Ken Connor

In the public policy arena, the past few decades have seen a constant conflict between Christian conservatives and secular liberals. These two factions have sparred openly over a variety of issues, including abortion, the definition of marriage, the importance of the family, and the size of government. Recently, however, secular liberals have adopted a new tactic. Rather than continue our public debates, some secular liberals have decided to take a different route — attacking the very foundations of Christian institutions. In this assault, they have been aided and abetted by the current administration.

It seems secular liberals have decided that certain religious freedoms are no longer going to be free. Moving forward, the exercise of those freedoms is going to cost you. As Rick Plasterer explains at The Institute on Religion and Democracy's blog, Juicy Ecumenism, certain long-held Christian beliefs may soon result in the deprivation of Christian institutions' tax exempt status, state aid, or accreditation. Religious institutions like colleges and hospitals are particularly susceptible, as Plasterer explains:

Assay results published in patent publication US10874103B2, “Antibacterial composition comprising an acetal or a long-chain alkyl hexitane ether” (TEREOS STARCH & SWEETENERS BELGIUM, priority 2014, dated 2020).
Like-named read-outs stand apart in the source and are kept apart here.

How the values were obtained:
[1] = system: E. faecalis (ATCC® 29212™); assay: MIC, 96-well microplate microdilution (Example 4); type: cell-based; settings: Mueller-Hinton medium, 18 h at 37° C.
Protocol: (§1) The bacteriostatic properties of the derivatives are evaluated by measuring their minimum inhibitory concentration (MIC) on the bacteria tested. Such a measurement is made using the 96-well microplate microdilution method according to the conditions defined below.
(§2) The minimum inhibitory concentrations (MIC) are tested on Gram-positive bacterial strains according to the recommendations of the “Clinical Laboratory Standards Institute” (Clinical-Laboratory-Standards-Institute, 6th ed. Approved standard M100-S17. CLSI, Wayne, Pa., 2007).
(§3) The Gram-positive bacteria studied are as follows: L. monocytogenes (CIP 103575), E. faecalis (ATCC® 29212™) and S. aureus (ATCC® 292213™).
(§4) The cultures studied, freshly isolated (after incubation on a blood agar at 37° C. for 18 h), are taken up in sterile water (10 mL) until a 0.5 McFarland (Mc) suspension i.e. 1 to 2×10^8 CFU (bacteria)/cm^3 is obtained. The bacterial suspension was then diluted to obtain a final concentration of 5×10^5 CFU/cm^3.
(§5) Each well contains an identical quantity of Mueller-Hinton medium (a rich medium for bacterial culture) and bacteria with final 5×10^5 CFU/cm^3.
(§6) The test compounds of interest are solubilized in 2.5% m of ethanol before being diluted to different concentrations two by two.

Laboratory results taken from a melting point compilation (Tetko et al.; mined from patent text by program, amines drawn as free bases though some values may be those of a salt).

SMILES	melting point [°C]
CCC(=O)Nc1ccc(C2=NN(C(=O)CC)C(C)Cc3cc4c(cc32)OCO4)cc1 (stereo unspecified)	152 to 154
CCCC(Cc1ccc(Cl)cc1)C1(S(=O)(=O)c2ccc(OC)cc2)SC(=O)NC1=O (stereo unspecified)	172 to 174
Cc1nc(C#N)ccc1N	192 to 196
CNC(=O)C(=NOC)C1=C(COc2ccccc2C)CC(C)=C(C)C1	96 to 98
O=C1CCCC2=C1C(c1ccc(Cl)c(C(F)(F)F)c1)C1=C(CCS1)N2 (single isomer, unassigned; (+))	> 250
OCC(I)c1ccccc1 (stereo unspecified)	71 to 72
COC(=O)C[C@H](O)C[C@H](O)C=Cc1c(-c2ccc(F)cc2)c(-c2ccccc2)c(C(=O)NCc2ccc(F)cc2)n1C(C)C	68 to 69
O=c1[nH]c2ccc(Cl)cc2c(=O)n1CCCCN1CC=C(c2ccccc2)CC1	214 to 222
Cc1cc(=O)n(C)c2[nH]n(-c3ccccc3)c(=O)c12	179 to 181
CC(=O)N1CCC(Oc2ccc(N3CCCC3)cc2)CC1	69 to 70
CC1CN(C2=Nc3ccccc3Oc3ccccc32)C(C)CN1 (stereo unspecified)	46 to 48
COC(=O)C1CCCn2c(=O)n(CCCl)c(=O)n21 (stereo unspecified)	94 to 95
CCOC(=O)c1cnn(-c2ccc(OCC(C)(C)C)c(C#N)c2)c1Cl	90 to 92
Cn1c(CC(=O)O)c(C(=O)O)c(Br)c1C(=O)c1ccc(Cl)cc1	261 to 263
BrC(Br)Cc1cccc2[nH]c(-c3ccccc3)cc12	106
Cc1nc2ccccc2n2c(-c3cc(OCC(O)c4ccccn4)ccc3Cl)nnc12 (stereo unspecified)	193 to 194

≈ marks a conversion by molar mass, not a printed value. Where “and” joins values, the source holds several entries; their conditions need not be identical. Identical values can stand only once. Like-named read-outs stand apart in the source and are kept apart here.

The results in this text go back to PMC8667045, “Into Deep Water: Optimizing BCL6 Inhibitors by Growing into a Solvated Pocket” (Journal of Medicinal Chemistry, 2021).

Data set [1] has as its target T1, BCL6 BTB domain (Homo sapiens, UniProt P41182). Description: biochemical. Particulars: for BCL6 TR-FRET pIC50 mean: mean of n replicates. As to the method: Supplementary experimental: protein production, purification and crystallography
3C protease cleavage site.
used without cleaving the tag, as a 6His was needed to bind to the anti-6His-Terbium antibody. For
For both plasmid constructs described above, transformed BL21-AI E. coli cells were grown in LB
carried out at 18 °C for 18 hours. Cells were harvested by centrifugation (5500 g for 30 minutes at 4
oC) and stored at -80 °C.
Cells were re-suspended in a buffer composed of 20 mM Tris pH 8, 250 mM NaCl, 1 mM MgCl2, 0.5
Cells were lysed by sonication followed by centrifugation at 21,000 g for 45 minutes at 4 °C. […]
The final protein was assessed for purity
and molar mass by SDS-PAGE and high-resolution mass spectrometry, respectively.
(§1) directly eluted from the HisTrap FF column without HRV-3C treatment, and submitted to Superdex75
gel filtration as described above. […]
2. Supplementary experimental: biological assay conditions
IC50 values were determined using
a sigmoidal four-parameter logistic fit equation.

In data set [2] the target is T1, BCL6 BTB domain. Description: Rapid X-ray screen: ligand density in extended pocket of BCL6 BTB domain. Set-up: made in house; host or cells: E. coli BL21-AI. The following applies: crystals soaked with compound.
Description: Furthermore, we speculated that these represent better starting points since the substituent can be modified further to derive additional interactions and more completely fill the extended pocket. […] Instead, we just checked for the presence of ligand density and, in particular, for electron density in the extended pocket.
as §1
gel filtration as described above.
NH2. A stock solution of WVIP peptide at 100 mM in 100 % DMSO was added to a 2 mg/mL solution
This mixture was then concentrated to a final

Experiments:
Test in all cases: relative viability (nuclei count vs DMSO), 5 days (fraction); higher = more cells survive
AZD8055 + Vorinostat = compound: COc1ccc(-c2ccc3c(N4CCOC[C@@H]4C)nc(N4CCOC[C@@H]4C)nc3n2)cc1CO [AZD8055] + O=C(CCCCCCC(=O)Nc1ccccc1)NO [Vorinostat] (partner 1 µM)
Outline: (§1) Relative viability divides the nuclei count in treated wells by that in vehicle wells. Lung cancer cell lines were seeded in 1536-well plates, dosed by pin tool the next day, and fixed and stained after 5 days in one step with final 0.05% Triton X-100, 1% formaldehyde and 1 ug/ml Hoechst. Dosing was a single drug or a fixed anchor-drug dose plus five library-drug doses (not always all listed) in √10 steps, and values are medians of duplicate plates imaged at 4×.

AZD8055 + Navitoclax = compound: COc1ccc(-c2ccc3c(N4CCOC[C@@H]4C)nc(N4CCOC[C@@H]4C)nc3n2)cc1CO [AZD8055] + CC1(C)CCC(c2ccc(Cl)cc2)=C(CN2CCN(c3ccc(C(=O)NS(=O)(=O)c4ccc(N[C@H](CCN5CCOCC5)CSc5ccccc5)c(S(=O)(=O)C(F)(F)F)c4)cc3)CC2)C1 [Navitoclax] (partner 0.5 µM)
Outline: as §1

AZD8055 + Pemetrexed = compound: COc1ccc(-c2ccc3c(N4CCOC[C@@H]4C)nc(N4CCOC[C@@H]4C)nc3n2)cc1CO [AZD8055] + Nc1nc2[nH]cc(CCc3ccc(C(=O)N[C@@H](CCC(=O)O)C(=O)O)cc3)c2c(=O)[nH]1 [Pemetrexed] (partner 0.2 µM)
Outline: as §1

"Although threats do exist to the primary religious institutions — houses of worship — it is those that provide social services as a religious activity, namely religiously affiliated schools, hospitals, and charities that are most directly threatened. These have been a refuge for Christians, or other believers, from the secularization of the twentieth, and now twenty-first, centuries. Service to the poor and suffering and the education of the young are both Biblical commands, and thus, in the American rights-oriented context, should be understood as an exercise of religion. Heretofore our legal system has permitted religious education and social service without seriously impinging on their religious character. Now we may be seeing the beginning of the end of educational and social services that are in any serious way religious rather than secular."

Ken Connor

Ken Connor is Chairman of the Center for a Just Society in Washington, DC.